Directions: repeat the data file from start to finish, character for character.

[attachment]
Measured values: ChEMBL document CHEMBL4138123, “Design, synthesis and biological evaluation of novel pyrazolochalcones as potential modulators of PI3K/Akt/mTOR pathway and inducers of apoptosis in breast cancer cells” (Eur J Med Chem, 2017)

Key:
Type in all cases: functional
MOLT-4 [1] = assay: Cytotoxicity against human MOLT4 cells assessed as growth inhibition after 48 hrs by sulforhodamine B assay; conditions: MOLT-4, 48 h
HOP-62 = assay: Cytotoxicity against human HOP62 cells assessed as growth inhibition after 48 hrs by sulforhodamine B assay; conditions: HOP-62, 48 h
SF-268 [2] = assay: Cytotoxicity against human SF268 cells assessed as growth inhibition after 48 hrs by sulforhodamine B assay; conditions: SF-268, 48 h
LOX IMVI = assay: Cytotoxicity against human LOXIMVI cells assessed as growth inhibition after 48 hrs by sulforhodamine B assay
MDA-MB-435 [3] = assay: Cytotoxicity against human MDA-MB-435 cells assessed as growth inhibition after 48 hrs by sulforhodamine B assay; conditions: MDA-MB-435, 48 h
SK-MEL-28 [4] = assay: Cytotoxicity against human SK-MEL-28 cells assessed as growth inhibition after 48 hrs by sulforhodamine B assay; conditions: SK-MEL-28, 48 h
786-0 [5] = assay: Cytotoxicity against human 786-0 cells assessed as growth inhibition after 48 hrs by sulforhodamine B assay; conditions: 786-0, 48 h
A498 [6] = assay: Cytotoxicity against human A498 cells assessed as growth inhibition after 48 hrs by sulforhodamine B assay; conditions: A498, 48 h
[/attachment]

Measured values: ChEMBL document CHEMBL4138123, “Design, synthesis and biological evaluation of novel pyrazolochalcones as potential modulators of PI3K/Akt/mTOR pathway and inducers of apoptosis in breast cancer cells” (Eur J Med Chem, 2017)

Key:
Type in all cases: functional
MOLT-4 [1] = assay: Cytotoxicity against human MOLT4 cells assessed as growth inhibition after 48 hrs by sulforhodamine B assay; conditions: MOLT-4, 48 h
HOP-62 = assay: Cytotoxicity against human HOP62 cells assessed as growth inhibition after 48 hrs by sulforhodamine B assay; conditions: HOP-62, 48 h
SF-268 [2] = assay: Cytotoxicity against human SF268 cells assessed as growth inhibition after 48 hrs by sulforhodamine B assay; conditions: SF-268, 48 h
LOX IMVI = assay: Cytotoxicity against human LOXIMVI cells assessed as growth inhibition after 48 hrs by sulforhodamine B assay
MDA-MB-435 [3] = assay: Cytotoxicity against human MDA-MB-435 cells assessed as growth inhibition after 48 hrs by sulforhodamine B assay; conditions: MDA-MB-435, 48 h
SK-MEL-28 [4] = assay: Cytotoxicity against human SK-MEL-28 cells assessed as growth inhibition after 48 hrs by sulforhodamine B assay; conditions: SK-MEL-28, 48 h
786-0 [5] = assay: Cytotoxicity against human 786-0 cells assessed as growth inhibition after 48 hrs by sulforhodamine B assay; conditions: 786-0, 48 h
A498 [6] = assay: Cytotoxicity against human A498 cells assessed as growth inhibition after 48 hrs by sulforhodamine B assay; conditions: A498, 48 h